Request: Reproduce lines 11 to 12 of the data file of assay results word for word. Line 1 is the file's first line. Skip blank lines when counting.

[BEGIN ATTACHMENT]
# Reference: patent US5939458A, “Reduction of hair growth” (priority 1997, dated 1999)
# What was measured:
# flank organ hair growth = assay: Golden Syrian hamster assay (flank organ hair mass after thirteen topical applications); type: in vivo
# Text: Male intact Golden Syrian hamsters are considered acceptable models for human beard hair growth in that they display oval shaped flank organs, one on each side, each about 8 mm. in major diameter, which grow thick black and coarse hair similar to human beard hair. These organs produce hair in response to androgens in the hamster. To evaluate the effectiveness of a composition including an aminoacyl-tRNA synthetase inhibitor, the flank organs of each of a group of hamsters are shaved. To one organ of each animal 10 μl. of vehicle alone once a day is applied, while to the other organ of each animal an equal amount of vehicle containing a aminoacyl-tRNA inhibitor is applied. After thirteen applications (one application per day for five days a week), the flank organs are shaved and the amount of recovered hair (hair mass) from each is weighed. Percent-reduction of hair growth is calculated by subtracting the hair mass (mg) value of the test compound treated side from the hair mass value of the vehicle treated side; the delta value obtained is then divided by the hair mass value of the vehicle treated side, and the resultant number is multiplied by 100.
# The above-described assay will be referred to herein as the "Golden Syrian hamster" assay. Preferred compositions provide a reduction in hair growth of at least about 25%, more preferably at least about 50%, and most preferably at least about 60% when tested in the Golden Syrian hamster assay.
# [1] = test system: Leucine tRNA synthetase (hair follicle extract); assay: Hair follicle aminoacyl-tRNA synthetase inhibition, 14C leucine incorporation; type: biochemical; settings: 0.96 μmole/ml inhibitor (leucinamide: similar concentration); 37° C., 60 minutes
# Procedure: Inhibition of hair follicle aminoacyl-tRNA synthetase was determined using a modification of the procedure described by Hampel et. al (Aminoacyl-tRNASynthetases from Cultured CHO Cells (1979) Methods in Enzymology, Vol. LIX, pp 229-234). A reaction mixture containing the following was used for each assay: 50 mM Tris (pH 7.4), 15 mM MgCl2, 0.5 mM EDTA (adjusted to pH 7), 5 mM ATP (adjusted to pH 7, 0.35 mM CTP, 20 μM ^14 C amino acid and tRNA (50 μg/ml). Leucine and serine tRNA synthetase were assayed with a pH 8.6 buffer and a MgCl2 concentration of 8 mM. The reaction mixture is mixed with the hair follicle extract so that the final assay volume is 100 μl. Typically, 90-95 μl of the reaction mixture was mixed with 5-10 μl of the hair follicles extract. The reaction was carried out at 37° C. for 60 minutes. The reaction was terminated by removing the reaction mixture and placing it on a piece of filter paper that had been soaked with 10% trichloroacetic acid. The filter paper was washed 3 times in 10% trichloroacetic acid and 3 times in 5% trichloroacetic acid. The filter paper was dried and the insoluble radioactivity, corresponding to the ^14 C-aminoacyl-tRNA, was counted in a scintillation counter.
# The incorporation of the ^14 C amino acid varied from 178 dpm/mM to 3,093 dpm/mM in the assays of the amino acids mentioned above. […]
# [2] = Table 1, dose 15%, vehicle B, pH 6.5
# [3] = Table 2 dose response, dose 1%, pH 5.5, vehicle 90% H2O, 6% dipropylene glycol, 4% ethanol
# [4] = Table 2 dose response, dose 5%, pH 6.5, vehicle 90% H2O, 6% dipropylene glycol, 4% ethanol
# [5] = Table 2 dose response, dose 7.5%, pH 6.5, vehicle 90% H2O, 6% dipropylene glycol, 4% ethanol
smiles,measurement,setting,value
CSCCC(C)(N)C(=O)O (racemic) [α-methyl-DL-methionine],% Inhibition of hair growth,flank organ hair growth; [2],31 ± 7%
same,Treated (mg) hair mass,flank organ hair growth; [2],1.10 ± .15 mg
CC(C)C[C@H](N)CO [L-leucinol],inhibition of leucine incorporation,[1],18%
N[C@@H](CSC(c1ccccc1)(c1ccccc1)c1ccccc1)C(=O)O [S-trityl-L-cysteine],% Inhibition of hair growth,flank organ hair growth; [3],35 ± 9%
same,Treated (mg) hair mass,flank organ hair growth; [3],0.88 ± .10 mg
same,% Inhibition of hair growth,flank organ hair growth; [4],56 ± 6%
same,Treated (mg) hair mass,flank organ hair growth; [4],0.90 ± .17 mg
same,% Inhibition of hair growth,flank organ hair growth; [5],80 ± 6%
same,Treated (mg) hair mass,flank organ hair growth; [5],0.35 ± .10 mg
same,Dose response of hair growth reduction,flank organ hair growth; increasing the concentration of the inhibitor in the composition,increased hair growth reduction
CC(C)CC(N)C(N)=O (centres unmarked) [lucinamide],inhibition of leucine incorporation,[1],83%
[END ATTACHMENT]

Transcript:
# [4] = Table 2 dose response, dose 5%, pH 6.5, vehicle 90% H2O, 6% dipropylene glycol, 4% ethanol
# [5] = Table 2 dose response, dose 7.5%, pH 6.5, vehicle 90% H2O, 6% dipropylene glycol, 4% ethanol